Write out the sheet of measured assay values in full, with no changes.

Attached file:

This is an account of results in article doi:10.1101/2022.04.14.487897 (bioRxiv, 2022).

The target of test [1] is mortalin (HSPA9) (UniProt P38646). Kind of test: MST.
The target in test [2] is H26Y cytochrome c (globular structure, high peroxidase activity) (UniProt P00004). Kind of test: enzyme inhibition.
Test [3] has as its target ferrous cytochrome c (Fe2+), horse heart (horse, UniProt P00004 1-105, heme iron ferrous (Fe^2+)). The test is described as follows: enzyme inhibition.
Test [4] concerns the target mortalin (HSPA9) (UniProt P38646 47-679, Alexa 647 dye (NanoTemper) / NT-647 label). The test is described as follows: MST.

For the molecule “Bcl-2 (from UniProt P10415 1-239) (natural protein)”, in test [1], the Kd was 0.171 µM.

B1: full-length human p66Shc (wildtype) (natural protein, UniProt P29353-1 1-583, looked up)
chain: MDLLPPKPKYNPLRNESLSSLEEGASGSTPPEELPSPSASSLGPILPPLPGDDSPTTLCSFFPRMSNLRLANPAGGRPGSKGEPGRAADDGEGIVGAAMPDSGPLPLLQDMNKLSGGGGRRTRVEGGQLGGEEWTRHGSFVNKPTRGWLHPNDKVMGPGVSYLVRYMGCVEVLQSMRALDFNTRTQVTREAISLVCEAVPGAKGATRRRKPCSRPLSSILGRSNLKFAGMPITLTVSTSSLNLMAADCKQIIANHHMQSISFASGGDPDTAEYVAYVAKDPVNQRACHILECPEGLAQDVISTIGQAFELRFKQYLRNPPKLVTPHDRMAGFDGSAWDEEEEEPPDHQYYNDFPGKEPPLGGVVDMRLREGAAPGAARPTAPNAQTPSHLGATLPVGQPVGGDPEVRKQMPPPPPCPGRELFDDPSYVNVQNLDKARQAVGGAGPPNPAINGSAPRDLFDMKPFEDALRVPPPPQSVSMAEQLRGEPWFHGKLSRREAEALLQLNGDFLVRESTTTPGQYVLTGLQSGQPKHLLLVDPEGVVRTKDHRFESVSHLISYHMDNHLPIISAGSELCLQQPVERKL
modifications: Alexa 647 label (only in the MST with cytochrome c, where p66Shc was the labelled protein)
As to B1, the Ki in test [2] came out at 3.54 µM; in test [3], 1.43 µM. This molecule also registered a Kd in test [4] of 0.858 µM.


This is an account of results in article doi:10.1101/2022.04.14.487897 (bioRxiv, 2022).

The target of test [1] is mortalin (HSPA9) (UniProt P38646). Kind of test: MST.
The target in test [2] is H26Y cytochrome c (globular structure, high peroxidase activity) (UniProt P00004). Kind of test: enzyme inhibition.
Test [3] has as its target ferrous cytochrome c (Fe2+), horse heart (horse, UniProt P00004 1-105, heme iron ferrous (Fe^2+)). The test is described as follows: enzyme inhibition.
Test [4] concerns the target mortalin (HSPA9) (UniProt P38646 47-679, Alexa 647 dye (NanoTemper) / NT-647 label). The test is described as follows: MST.

For the molecule “Bcl-2 (from UniProt P10415 1-239) (natural protein)”, in test [1], the Kd was 0.171 µM.

B1: full-length human p66Shc (wildtype) (natural protein, UniProt P29353-1 1-583, looked up)
chain: MDLLPPKPKYNPLRNESLSSLEEGASGSTPPEELPSPSASSLGPILPPLPGDDSPTTLCSFFPRMSNLRLANPAGGRPGSKGEPGRAADDGEGIVGAAMPDSGPLPLLQDMNKLSGGGGRRTRVEGGQLGGEEWTRHGSFVNKPTRGWLHPNDKVMGPGVSYLVRYMGCVEVLQSMRALDFNTRTQVTREAISLVCEAVPGAKGATRRRKPCSRPLSSILGRSNLKFAGMPITLTVSTSSLNLMAADCKQIIANHHMQSISFASGGDPDTAEYVAYVAKDPVNQRACHILECPEGLAQDVISTIGQAFELRFKQYLRNPPKLVTPHDRMAGFDGSAWDEEEEEPPDHQYYNDFPGKEPPLGGVVDMRLREGAAPGAARPTAPNAQTPSHLGATLPVGQPVGGDPEVRKQMPPPPPCPGRELFDDPSYVNVQNLDKARQAVGGAGPPNPAINGSAPRDLFDMKPFEDALRVPPPPQSVSMAEQLRGEPWFHGKLSRREAEALLQLNGDFLVRESTTTPGQYVLTGLQSGQPKHLLLVDPEGVVRTKDHRFESVSHLISYHMDNHLPIISAGSELCLQQPVERKL
modifications: Alexa 647 label (only in the MST with cytochrome c, where p66Shc was the labelled protein)
As to B1, the Ki in test [2] came out at 3.54 µM; in test [3], 1.43 µM. This molecule also registered a Kd in test [4] of 0.858 µM.